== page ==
Supreme Court: Federal Meat Inspection Act preempts California's slaughter ban

WASHINGTON _ The Supreme Court on Monday struck down California’s ban on the slaughter of downed swine, saying the state law strayed too far into federal territory.

In a case closely watched by other states as well as the multibillion-dollar livestock industry, the court unanimously ruled that longstanding federal law pre-empted California’s 2008 measure.

“The California law runs smack into the (federal) regulations,” Justice Elena Kagan wrote for the court.

Kagan’s 14-page decision emphasized that the Federal Meat Inspection Act covers a “broad range of activities at slaughterhouses” and that it “expressly” pre-empts the state law.

The California law in question prohibits the slaughter of non-ambulatory pigs, sheep, goats or cattle. These are animals that can't walk because of disease, injury or other causes. The state law further requires that the downed animals be euthanized.

The ruling Monday specifically cited the state provision that covers swine, but the court’s ruling effectively guts the entire state law.

The Federal Meat Inspection Act specifies that a state can't impose slaughterhouse protections "in addition to or different" from the federal requirements. The Oakland, Calif.-based National Meat Association, which represents about 300 companies, including Harris Ranch, Hormel Foods and In-N-Out Burger, argued that the state law violated this pre-emption rule.

“The (federal law) regulates slaughterhouses’ handling and treatment of nonambulatory pigs from the moment of their delivery through the end of the meat production process,” Kagan wrote. “California endeavors to regulate the same thing, at the same time, in the same place _ except by imposing different requirements."

Barry Carpenter, chief executive officer of the National Meat Association, declared in a written statement that "we couldn't be more pleased" with the unanimous ruling. By some ranchers' estimate, the state law would prevent the slaughter of approximately 2.5 percent of their pigs.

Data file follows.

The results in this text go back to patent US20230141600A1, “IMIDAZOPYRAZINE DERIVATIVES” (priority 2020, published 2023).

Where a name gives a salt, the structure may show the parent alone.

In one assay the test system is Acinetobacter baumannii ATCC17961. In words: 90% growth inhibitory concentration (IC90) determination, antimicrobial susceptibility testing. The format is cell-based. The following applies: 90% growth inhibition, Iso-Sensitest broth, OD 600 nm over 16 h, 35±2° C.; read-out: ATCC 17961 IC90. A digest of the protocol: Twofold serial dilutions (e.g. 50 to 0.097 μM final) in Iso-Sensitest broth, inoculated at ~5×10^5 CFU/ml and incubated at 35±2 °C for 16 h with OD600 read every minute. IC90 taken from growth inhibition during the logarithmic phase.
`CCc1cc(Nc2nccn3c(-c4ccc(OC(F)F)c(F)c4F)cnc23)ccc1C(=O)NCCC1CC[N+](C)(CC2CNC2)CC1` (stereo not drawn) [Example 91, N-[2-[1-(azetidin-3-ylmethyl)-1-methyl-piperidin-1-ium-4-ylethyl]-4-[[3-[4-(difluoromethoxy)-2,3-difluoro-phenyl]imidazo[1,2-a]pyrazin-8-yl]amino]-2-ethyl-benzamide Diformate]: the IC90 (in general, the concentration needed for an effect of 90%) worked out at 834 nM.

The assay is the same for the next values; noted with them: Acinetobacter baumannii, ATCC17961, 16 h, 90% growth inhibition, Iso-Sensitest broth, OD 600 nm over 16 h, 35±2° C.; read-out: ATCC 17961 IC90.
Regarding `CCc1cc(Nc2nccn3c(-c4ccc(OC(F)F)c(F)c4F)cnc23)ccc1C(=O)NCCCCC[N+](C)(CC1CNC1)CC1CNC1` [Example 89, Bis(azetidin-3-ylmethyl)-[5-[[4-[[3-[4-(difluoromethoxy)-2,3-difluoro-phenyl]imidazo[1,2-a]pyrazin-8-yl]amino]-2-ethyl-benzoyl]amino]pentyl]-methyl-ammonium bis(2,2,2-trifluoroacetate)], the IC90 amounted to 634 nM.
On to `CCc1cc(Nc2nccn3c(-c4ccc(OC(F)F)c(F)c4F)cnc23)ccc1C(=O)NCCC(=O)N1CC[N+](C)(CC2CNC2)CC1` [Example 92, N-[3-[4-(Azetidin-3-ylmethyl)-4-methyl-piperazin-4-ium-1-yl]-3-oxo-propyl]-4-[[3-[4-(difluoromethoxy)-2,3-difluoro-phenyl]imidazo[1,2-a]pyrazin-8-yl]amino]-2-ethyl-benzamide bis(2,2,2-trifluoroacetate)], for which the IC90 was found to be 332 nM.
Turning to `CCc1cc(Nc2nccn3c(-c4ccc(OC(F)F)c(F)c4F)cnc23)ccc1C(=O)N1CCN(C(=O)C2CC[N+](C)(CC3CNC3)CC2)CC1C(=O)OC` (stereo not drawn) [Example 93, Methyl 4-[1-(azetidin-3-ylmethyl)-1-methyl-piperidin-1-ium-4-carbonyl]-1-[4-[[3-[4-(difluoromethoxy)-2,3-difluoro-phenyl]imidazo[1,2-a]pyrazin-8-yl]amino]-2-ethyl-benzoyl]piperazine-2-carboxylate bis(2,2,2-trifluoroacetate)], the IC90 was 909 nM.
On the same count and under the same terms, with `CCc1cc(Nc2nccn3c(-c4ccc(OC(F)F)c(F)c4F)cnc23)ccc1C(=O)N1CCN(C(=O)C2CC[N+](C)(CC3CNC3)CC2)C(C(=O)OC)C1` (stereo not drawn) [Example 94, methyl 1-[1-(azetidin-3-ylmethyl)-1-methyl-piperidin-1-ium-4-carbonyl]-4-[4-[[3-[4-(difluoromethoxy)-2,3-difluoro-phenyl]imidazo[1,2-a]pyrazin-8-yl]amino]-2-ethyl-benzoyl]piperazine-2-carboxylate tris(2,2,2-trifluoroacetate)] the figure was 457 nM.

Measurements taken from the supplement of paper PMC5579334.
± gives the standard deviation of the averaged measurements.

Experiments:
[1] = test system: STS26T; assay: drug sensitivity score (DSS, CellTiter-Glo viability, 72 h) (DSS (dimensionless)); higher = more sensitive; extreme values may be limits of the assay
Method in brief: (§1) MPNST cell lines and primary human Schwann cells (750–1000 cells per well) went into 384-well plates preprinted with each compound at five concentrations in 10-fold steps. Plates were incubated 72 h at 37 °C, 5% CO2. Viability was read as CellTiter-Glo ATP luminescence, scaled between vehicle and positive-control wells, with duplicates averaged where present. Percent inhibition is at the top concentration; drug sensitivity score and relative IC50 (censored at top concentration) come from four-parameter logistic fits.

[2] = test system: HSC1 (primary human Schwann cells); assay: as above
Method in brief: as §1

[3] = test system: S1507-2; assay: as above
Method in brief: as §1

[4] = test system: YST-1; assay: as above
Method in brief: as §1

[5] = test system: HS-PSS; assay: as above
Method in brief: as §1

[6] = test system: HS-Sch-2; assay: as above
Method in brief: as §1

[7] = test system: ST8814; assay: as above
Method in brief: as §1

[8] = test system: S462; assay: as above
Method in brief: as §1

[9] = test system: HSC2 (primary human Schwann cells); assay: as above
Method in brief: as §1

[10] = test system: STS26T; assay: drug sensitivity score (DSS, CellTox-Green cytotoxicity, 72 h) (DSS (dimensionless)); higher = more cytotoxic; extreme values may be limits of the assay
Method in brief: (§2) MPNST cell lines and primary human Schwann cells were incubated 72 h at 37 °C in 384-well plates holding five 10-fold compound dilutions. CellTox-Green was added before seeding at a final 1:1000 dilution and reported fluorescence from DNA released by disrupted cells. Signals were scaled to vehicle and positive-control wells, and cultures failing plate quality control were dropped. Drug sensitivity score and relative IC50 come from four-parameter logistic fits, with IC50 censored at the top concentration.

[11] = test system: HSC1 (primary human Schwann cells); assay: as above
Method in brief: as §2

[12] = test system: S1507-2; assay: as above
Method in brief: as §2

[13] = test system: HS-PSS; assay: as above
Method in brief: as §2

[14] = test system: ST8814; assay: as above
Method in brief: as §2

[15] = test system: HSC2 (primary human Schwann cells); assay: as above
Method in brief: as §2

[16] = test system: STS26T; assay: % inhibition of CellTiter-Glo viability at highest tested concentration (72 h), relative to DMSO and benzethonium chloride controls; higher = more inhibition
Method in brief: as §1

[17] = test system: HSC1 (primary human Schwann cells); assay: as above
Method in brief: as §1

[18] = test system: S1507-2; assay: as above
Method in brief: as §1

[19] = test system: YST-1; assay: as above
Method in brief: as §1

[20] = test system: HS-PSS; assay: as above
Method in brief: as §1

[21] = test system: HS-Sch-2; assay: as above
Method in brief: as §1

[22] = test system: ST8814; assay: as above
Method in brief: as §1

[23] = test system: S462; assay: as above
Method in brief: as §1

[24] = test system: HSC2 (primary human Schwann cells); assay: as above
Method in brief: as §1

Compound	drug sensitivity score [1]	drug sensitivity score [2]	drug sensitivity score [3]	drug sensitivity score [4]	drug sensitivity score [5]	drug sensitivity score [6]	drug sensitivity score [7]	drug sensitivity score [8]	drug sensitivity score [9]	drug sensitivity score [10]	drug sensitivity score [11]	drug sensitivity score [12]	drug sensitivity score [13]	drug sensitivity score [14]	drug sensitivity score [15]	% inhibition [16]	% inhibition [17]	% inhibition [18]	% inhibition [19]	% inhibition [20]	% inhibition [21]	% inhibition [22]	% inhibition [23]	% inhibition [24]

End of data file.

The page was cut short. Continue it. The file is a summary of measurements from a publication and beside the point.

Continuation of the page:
The ruling overturns a decision by the 9th U.S. Circuit Court of Appeals, which had reasoned what while "federal law regulates the meat inspection process; states are free to decide which animals may be turned into meat."

Alaska, Washington and 11 other states sided publicly with California, while the U.S. Chamber of Commerce allied itself with the meat association and the livestock industry. The latter is huge. Slaughterhouses in the United States produced more than 24 billion pounds of beef and more than 20 billion pounds of pork during the first 11 months of 2011, Agriculture Department figures show.

In California alone, nearly 3 million swine are slaughtered annually. "We're deeply disappointed, because a strong state statute has been largely nullified," Wayne Pacelle, president of the Humane Society of the United States, said in an interview. "Congress and the Agriculture Department have been in the grips of the meat lobby for decades, and California tried to step into the breach."

The California law passed after a graphic Humane Society video was released in January 2008. The video depicted brutal treatment of livestock at Hallmark Meat Packing Co. and Westland Meat Co. Inc. in Chino, Calif.

The video showed non-ambulatory cattle being kicked, shocked with electricity, dragged with chains and rammed with forklifts. In some cases, workers motivated cattle by spraying pressurized water into their nostrils.

The resulting outcry triggered the largest beef recall in U.S. history. It also prompted state legislator Paul Krekorian, now a member of the Los Angeles City Council, to write the state's tougher livestock law.

A House of Representatives bill backed by 12 co-sponsors would stiffen federal livestock protections to include downed swine, but Pacelle acknowledged it faces very long odds.


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